Hospital soon to perform abortions

GWYNETH HYNDMAN
Last updated 05:00 16/05/2012

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Southland Hospital is expected to be licensed to perform abortions from July.

The Southern District Health Board currently provides the service at Dunedin Hospital, but chief medical officer David Tulloch said abortions would be provided closer to home as part of the expansion of clinical services at Southland Hospital.

The service at Southland Hospital would bring the health board in line with national standards, he said, "ensuring women have adequate access to care in their own district."

A 2011 report of the Abortion Supervisory Committee says 231 Southland women had an abortion in 2010, a number that had been steadily decreasing in the past three years, down from 260 in 2009 and 277 in 2007.

Most were performed at Lyndhurst Hospital in Christchurch. Following the Christchurch earthquake, which damaged the hospital, the service for Southland women was moved to Dunedin Hospital.

Southland had been earmarked as a region of concern in previous committee reports because of a lack of adequate access to abortion services for women in the region. A 2010 Abortion Supervisory Committee report says the committee was encouraged that the amalgamation of the Southland and Otago district health boards that year would likely lead to better access.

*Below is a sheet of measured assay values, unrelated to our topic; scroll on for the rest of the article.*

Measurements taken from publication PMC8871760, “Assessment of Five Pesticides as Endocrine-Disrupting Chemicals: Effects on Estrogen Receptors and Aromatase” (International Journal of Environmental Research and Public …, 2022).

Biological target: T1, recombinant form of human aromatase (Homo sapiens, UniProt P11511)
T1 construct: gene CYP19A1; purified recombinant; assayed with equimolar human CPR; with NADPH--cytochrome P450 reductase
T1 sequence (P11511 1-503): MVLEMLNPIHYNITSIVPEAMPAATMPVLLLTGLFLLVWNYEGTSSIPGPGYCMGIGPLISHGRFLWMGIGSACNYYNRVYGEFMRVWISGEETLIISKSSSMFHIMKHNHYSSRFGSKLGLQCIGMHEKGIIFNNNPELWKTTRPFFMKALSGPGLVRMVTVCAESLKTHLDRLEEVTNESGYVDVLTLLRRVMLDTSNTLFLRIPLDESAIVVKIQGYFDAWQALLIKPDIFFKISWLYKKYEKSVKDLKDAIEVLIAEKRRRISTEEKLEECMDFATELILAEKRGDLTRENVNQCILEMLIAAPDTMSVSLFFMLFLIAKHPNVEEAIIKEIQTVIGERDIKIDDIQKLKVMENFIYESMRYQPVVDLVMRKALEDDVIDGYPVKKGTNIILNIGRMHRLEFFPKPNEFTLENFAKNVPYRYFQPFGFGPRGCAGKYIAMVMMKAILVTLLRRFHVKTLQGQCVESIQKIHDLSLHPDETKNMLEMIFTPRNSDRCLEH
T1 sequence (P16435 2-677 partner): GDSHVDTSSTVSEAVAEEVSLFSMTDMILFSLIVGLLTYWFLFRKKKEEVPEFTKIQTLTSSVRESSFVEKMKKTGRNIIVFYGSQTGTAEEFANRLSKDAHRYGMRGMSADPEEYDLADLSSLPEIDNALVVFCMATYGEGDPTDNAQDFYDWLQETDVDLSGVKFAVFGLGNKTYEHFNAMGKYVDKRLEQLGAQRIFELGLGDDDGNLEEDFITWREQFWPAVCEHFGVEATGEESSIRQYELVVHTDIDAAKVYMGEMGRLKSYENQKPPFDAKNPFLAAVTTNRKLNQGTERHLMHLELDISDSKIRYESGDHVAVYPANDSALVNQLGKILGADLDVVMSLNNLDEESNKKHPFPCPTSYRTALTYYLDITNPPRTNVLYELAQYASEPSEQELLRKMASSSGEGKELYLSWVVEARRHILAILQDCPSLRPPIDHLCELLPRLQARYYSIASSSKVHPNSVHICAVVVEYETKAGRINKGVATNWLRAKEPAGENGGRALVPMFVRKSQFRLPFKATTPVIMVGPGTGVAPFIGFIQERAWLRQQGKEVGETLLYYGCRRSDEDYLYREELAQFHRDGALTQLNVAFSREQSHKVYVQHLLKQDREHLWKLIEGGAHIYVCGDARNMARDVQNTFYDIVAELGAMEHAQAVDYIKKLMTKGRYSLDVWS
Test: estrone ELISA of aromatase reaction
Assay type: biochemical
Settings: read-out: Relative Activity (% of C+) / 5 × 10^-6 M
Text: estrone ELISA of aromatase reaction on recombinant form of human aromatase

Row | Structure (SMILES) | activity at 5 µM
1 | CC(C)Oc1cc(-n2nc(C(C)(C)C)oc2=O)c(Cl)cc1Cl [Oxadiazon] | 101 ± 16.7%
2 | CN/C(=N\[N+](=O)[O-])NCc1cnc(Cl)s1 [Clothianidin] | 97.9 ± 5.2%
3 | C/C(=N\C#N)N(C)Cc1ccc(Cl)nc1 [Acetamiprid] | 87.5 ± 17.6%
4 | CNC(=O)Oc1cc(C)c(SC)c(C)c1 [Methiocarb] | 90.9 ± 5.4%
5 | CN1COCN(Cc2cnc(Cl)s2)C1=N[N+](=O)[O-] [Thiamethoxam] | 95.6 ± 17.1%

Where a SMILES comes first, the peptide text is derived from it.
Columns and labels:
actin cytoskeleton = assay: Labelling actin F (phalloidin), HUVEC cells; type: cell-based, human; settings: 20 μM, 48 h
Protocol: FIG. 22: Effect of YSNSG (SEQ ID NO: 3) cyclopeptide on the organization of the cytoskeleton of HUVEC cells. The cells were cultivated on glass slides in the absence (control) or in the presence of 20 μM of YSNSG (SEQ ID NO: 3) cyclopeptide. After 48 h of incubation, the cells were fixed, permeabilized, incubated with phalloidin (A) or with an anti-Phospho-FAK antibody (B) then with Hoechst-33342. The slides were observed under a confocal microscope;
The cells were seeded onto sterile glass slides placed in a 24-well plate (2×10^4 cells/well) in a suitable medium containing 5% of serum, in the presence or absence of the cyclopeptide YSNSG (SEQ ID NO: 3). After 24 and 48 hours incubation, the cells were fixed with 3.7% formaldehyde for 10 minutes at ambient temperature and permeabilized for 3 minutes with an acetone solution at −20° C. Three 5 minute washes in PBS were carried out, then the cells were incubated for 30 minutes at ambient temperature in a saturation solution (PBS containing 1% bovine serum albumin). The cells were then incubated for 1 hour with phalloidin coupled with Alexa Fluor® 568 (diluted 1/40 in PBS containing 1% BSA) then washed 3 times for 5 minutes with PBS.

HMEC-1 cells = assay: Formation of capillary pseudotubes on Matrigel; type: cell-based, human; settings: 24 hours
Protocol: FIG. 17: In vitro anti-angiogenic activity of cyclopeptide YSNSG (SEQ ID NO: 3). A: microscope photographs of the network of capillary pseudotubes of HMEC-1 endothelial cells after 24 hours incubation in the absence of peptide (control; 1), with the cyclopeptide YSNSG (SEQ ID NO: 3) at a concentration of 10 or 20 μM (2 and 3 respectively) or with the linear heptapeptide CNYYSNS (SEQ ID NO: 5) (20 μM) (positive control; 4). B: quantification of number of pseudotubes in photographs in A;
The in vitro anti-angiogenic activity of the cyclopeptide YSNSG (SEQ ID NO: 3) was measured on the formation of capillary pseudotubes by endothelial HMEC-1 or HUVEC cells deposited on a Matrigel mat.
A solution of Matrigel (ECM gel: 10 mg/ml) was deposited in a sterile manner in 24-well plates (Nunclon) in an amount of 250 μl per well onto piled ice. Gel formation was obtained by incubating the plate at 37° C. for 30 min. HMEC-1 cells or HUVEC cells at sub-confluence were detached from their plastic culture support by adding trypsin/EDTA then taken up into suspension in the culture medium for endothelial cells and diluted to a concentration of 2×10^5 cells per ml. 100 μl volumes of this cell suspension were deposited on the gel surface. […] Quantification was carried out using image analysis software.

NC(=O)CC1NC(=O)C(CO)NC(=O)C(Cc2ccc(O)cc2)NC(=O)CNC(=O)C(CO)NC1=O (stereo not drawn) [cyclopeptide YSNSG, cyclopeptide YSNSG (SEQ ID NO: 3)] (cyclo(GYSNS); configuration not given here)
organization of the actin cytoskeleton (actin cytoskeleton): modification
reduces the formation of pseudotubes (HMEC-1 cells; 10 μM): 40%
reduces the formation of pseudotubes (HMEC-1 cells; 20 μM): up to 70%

Former nurse and Voice for Life member Lynley Morrison, of Winton, said she believed the service was "non-essential" and was taking up surgery space that could go towards more important procedures for an increasingly elderly population, such as hip replacements.

In a letter to the Southland Times this week, she asks if the community wanted that to happen at Southland Hospital "where so many people are on the waiting list for essential and life-changing surgeries such as hip replacements, tonsil and adenoid removal or grommets inserted, or other medical or surgical procedures which at present, we Southlanders have to wait months for?"

Mrs Morrison said she understood the hospital would be licensed for four non-surgical and four surgical abortions performed every Thursday. Mr Tulloch did not confirm that number, but said as part of the planning process, the board was considering what resources were available.

Alison McCulloch of the Abortion Law Reform Association of New Zealand said women in Southland have had to travel a long distance to have an abortion, which can add to the stress and trauma of the procedure.

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